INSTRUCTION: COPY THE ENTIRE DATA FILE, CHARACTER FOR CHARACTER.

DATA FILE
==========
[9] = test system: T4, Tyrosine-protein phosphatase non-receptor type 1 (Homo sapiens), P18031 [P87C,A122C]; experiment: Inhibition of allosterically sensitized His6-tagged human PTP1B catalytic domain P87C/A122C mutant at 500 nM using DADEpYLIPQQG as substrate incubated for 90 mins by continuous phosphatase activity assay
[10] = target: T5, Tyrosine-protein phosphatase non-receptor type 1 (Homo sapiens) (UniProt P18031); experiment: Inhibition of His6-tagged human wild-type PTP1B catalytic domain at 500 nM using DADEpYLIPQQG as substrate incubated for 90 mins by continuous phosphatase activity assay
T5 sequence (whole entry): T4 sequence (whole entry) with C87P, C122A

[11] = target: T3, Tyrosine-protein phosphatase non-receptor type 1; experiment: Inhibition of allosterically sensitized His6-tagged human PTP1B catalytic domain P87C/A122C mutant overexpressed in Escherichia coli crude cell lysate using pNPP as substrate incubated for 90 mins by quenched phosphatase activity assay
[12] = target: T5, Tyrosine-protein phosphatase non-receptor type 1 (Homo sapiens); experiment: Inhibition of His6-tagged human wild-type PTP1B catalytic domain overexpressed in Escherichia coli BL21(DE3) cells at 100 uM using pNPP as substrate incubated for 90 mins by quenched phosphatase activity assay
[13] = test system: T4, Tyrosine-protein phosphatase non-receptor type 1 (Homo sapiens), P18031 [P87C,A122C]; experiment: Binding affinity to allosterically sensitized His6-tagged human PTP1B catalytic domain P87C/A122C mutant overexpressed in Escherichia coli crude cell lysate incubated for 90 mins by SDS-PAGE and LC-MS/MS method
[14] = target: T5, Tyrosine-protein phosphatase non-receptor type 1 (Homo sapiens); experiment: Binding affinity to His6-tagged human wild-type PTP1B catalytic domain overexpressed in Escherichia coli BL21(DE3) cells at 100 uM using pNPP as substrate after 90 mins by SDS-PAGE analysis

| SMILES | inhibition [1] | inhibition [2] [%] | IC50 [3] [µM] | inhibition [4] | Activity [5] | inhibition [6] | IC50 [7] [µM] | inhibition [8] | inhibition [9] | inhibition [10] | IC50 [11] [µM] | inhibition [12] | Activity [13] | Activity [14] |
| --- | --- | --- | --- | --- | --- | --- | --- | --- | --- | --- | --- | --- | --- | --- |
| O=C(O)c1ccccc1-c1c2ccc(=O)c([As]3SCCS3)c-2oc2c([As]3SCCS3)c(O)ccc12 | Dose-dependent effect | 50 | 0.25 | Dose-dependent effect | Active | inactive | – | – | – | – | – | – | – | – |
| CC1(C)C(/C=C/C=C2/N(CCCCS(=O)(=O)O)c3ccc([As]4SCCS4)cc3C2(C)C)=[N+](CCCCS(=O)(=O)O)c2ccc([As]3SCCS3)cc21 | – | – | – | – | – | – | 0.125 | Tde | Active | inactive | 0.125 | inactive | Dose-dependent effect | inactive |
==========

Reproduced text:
[9] = test system: T4, Tyrosine-protein phosphatase non-receptor type 1 (Homo sapiens), P18031 [P87C,A122C]; experiment: Inhibition of allosterically sensitized His6-tagged human PTP1B catalytic domain P87C/A122C mutant at 500 nM using DADEpYLIPQQG as substrate incubated for 90 mins by continuous phosphatase activity assay
[10] = target: T5, Tyrosine-protein phosphatase non-receptor type 1 (Homo sapiens) (UniProt P18031); experiment: Inhibition of His6-tagged human wild-type PTP1B catalytic domain at 500 nM using DADEpYLIPQQG as substrate incubated for 90 mins by continuous phosphatase activity assay
T5 sequence (whole entry): T4 sequence (whole entry) with C87P, C122A

[11] = target: T3, Tyrosine-protein phosphatase non-receptor type 1; experiment: Inhibition of allosterically sensitized His6-tagged human PTP1B catalytic domain P87C/A122C mutant overexpressed in Escherichia coli crude cell lysate using pNPP as substrate incubated for 90 mins by quenched phosphatase activity assay
[12] = target: T5, Tyrosine-protein phosphatase non-receptor type 1 (Homo sapiens); experiment: Inhibition of His6-tagged human wild-type PTP1B catalytic domain overexpressed in Escherichia coli BL21(DE3) cells at 100 uM using pNPP as substrate incubated for 90 mins by quenched phosphatase activity assay
[13] = test system: T4, Tyrosine-protein phosphatase non-receptor type 1 (Homo sapiens), P18031 [P87C,A122C]; experiment: Binding affinity to allosterically sensitized His6-tagged human PTP1B catalytic domain P87C/A122C mutant overexpressed in Escherichia coli crude cell lysate incubated for 90 mins by SDS-PAGE and LC-MS/MS method
[14] = target: T5, Tyrosine-protein phosphatase non-receptor type 1 (Homo sapiens); experiment: Binding affinity to His6-tagged human wild-type PTP1B catalytic domain overexpressed in Escherichia coli BL21(DE3) cells at 100 uM using pNPP as substrate after 90 mins by SDS-PAGE analysis

| SMILES | inhibition [1] | inhibition [2] [%] | IC50 [3] [µM] | inhibition [4] | Activity [5] | inhibition [6] | IC50 [7] [µM] | inhibition [8] | inhibition [9] | inhibition [10] | IC50 [11] [µM] | inhibition [12] | Activity [13] | Activity [14] |
| --- | --- | --- | --- | --- | --- | --- | --- | --- | --- | --- | --- | --- | --- | --- |
| O=C(O)c1ccccc1-c1c2ccc(=O)c([As]3SCCS3)c-2oc2c([As]3SCCS3)c(O)ccc12 | Dose-dependent effect | 50 | 0.25 | Dose-dependent effect | Active | inactive | – | – | – | – | – | – | – | – |
| CC1(C)C(/C=C/C=C2/N(CCCCS(=O)(=O)O)c3ccc([As]4SCCS4)cc3C2(C)C)=[N+](CCCCS(=O)(=O)O)c2ccc([As]3SCCS3)cc21 | – | – | – | – | – | – | 0.125 | Tde | Active | inactive | 0.125 | inactive | Dose-dependent effect | inactive |